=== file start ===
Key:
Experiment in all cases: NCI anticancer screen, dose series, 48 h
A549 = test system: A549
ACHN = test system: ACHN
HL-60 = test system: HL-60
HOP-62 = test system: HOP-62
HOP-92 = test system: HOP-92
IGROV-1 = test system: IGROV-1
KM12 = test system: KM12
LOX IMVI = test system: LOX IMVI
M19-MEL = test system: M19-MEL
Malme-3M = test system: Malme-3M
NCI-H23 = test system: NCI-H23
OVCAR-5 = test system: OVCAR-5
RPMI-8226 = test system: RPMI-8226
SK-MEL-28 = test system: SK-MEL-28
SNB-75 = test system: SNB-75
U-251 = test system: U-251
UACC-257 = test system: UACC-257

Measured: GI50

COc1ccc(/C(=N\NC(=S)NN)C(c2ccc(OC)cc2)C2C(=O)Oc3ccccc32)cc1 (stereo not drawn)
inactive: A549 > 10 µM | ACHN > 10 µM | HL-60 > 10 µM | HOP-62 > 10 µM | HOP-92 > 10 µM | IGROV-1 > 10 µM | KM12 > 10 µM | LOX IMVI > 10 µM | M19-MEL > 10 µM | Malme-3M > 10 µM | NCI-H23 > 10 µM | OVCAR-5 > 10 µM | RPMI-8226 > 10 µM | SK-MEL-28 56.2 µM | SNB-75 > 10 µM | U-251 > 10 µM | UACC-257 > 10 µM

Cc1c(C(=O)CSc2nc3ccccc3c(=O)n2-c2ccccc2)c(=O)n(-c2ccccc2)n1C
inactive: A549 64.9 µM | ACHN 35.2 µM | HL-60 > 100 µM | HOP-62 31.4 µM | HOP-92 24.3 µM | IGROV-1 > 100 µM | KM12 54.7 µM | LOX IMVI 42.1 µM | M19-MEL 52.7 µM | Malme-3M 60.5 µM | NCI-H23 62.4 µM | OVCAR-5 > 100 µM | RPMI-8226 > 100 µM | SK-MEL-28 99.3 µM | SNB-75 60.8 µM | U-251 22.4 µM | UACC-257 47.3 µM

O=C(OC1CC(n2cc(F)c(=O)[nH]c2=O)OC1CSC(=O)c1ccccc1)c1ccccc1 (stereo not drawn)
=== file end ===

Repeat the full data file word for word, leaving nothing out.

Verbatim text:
Key:
Experiment in all cases: NCI anticancer screen, dose series, 48 h
A549 = test system: A549
ACHN = test system: ACHN
HL-60 = test system: HL-60
HOP-62 = test system: HOP-62
HOP-92 = test system: HOP-92
IGROV-1 = test system: IGROV-1
KM12 = test system: KM12
LOX IMVI = test system: LOX IMVI
M19-MEL = test system: M19-MEL
Malme-3M = test system: Malme-3M
NCI-H23 = test system: NCI-H23
OVCAR-5 = test system: OVCAR-5
RPMI-8226 = test system: RPMI-8226
SK-MEL-28 = test system: SK-MEL-28
SNB-75 = test system: SNB-75
U-251 = test system: U-251
UACC-257 = test system: UACC-257

Measured: GI50

COc1ccc(/C(=N\NC(=S)NN)C(c2ccc(OC)cc2)C2C(=O)Oc3ccccc32)cc1 (stereo not drawn)
inactive: A549 > 10 µM | ACHN > 10 µM | HL-60 > 10 µM | HOP-62 > 10 µM | HOP-92 > 10 µM | IGROV-1 > 10 µM | KM12 > 10 µM | LOX IMVI > 10 µM | M19-MEL > 10 µM | Malme-3M > 10 µM | NCI-H23 > 10 µM | OVCAR-5 > 10 µM | RPMI-8226 > 10 µM | SK-MEL-28 56.2 µM | SNB-75 > 10 µM | U-251 > 10 µM | UACC-257 > 10 µM

Cc1c(C(=O)CSc2nc3ccccc3c(=O)n2-c2ccccc2)c(=O)n(-c2ccccc2)n1C
inactive: A549 64.9 µM | ACHN 35.2 µM | HL-60 > 100 µM | HOP-62 31.4 µM | HOP-92 24.3 µM | IGROV-1 > 100 µM | KM12 54.7 µM | LOX IMVI 42.1 µM | M19-MEL 52.7 µM | Malme-3M 60.5 µM | NCI-H23 62.4 µM | OVCAR-5 > 100 µM | RPMI-8226 > 100 µM | SK-MEL-28 99.3 µM | SNB-75 60.8 µM | U-251 22.4 µM | UACC-257 47.3 µM

O=C(OC1CC(n2cc(F)c(=O)[nH]c2=O)OC1CSC(=O)c1ccccc1)c1ccccc1 (stereo not drawn)